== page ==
Animating the digital Will Smith of ‘Gemini’ has cost millions, but Hollywood sees the massive use of deepfakes in the cinema near – FindNow
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Animating the digital Will Smith of ‘Gemini’ has cost millions, but Hollywood sees the massive use of deepfakes in the cinema near



In the groundbreaking film ‘El Congreso’ , Robin Wright played herself, or at least a version of her who agreed to sell her image, face and expressions to a multinational so that he could freely use her as a (digital) interpreter of new films.

She just had to crawl into a large cage where they would take trillions of simultaneous photos of every pose and gesture : when she got out of it she would no longer be an actress, just the inspiration for the new (and eternally young) Robin Wright.

Only 6 years after the premiere of ‘The Congress’, we can find on the billboards a very different film, ‘Geminis’ , whose leitmotiv is based on facing Will Smith against a digital copy of himself … 30 years younger .

Far from what happened in previous attempts by Hollywood to digitally reproduce the image of its interpreters, this action film directed by Ang Lee manages to successfully cross the ‘disturbing valley’ (that stage in which the artificial faces are already very realistic but not enough not to be disturbing ) that so many other movies have fallen into over the past few years, like ‘The Mummy II’.

A disturbing valley that, by the way, any expert in deepfakes can help to overcome :

With ‘Gemini’, however, almost everything (except for a criticized scene at the end of the film) has been perfect : young Will Smith displayed a realistic sweat and glow of skin, a movement of eyes and lids synchronized with his body language … Smith, unlike Robin Wright’s character, is enthusiastic about his ‘double’:

“Now there is a totally digital model of the 23-year-old self. […] I can already get fat while wearing my young twin [in movies].”

The door is now open to a new entertainment industry , which does not have to give up characters when the actors who played them decide to change their scene (imagine, I don’t know, Hugh Jackman playing Wolverine for another 20 years); or in which it is not necessary to hire several actors to embody different moments in the life of the same character.Will Smith has not been the only spectacular rejuvenation Hollywood has offered us lately (Still from ‘The Irishman’ and ‘Ant-Man’, respectively)

Deepfakes as a democratization of digital effects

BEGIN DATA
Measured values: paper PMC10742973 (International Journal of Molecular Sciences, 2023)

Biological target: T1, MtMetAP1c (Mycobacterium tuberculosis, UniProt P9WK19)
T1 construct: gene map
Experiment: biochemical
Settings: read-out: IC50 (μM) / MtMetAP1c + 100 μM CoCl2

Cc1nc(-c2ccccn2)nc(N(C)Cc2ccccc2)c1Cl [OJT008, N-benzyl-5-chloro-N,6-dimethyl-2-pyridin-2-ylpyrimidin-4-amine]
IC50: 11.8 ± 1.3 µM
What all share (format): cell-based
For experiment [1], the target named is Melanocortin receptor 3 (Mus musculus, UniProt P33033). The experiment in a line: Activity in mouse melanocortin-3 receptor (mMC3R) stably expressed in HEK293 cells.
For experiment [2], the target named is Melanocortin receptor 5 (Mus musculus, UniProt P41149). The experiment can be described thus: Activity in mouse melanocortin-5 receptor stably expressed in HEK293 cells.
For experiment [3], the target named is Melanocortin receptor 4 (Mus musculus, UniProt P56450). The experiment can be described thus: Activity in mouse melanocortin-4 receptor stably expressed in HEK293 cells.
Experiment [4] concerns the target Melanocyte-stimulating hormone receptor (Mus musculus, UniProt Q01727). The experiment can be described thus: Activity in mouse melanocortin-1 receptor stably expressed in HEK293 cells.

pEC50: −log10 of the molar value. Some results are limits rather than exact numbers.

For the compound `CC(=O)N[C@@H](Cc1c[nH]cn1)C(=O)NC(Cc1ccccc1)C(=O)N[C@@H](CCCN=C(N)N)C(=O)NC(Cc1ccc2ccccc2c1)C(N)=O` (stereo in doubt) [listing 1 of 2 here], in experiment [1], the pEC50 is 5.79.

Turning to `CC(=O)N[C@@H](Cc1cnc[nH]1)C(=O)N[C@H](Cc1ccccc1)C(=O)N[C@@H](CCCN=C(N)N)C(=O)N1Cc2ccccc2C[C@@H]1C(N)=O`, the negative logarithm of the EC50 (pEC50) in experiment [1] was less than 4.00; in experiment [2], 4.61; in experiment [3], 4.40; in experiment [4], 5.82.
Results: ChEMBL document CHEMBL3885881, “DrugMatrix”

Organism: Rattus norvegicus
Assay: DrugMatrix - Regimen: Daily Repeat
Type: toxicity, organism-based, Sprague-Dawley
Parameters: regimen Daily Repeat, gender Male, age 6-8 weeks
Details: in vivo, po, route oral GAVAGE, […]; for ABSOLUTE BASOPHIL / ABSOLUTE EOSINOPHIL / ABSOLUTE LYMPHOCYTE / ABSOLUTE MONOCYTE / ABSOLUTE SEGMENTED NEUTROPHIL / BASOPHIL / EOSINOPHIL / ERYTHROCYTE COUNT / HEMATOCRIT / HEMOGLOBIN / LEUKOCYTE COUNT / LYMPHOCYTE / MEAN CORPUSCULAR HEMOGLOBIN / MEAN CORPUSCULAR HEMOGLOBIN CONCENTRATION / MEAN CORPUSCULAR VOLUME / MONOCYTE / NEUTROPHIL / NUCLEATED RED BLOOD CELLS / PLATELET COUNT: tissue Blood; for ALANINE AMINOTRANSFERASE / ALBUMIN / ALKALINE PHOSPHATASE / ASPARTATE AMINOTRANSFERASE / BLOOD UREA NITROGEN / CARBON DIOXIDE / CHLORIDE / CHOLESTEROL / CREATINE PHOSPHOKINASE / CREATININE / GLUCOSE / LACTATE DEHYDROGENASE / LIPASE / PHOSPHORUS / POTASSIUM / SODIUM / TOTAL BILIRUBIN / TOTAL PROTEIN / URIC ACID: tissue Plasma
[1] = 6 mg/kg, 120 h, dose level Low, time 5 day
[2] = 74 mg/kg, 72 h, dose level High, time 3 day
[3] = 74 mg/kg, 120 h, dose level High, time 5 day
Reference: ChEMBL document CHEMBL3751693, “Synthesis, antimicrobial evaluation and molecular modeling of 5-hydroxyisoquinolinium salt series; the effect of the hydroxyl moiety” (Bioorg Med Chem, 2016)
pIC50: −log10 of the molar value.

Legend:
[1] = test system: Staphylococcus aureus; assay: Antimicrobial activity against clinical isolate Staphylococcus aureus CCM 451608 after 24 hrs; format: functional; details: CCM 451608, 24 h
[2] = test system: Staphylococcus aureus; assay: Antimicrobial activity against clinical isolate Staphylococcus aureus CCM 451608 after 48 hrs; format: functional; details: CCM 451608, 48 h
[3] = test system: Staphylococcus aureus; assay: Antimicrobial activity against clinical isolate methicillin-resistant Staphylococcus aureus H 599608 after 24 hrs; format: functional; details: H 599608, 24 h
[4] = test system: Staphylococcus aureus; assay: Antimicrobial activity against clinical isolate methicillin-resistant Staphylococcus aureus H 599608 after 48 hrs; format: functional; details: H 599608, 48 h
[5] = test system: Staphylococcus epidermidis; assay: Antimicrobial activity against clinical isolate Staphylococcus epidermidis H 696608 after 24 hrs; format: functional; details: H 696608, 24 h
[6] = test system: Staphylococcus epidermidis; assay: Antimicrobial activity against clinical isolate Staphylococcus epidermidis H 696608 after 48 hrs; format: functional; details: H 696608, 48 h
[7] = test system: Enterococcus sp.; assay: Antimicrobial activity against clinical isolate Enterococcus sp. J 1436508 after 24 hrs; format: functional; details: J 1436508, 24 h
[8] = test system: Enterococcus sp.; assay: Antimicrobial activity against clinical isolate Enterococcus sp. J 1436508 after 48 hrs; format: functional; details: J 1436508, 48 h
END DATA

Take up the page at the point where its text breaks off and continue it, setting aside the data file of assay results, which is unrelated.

But if there is something that prevents that door from being already wide open, it is the crematistic factor. The budget, wow . Darren Hendler of VFX House Digital Domain recently estimated in the Hollywood Reporter that the creation of the ‘asset’ (the digitized human model) of ‘Gemini’ could have cost between $ 500,000 and a million dollars, to which is added up to $ 100,000 more for each scene.

The Financial Times, for its part, makes a more ambitious calculation and mentions industry sources who estimate that the ‘asset’ cost twice the salary of the real Will Smith , which would put the figure at about 25 million dollars.

However, just a few weeks before the premiere of ‘Gemini’, a youtuber identified only as Sham00k turned to the ‘open source’ software DeepFaceLab to introduce Will Smith in what is possibly the most famous film he has refused to star in: ‘Matrix’ . The result is still far from that of ‘Gemini’, but not as much as it should be if we pay attention to the difference in budgets (practically zero in the case of deepfake).

And the trend is clear: According to Paul Franklin, co-founder of visual effects studio DNEG, “the price of realism has dropped dramatically in the last 20 years,” and that decline has accelerated since deepfakes have entered the scene . Peter Rojas of Betaworks Ventures sees them as “the democratization of special effects.”

Hendler, for his part, believes that what is seen in ‘Gemini’ and in the imminent ‘The Irishman’, “will be the last 100% digital models of human actors that do not use some kind of as part of the process “. And he adds another prediction: “I think we’ll start to see this kind of thing in lower-budget productions.”